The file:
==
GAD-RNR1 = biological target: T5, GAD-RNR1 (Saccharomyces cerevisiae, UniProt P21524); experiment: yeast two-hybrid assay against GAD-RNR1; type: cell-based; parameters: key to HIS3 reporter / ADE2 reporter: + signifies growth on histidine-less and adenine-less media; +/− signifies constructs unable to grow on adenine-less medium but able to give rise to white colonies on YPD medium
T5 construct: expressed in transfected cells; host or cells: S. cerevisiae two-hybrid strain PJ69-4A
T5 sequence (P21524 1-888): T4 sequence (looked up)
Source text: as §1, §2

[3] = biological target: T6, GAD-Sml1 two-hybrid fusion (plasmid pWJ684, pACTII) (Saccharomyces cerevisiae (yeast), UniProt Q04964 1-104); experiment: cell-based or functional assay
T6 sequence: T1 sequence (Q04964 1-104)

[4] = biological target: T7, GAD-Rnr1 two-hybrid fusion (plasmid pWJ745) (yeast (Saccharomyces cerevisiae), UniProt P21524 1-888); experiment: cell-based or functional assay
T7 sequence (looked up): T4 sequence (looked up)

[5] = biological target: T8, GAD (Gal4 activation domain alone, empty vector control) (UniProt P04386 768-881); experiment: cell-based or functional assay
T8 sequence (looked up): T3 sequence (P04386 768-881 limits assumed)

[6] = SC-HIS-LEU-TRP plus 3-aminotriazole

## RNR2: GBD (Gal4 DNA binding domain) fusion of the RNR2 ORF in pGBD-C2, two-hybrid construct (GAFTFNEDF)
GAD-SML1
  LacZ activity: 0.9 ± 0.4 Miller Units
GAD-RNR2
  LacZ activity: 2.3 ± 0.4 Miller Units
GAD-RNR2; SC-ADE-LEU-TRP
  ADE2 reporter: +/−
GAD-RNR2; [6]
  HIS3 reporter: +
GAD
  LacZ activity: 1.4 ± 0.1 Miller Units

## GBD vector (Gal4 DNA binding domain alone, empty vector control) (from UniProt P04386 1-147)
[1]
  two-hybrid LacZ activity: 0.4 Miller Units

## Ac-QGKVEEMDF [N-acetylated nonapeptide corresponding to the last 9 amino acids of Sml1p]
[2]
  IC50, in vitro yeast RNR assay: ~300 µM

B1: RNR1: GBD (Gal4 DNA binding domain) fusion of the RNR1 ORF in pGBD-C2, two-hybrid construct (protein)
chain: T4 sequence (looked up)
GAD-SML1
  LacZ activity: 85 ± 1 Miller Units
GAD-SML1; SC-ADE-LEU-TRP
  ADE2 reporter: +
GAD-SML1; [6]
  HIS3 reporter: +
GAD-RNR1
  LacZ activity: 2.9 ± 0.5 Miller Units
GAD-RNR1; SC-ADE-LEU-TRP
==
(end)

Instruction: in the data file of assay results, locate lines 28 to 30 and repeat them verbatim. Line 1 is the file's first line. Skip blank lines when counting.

  IC50, in vitro yeast RNR assay: ~300 µM

B1: RNR1: GBD (Gal4 DNA binding domain) fusion of the RNR1 ORF in pGBD-C2, two-hybrid construct (protein)
chain: T4 sequence (looked up)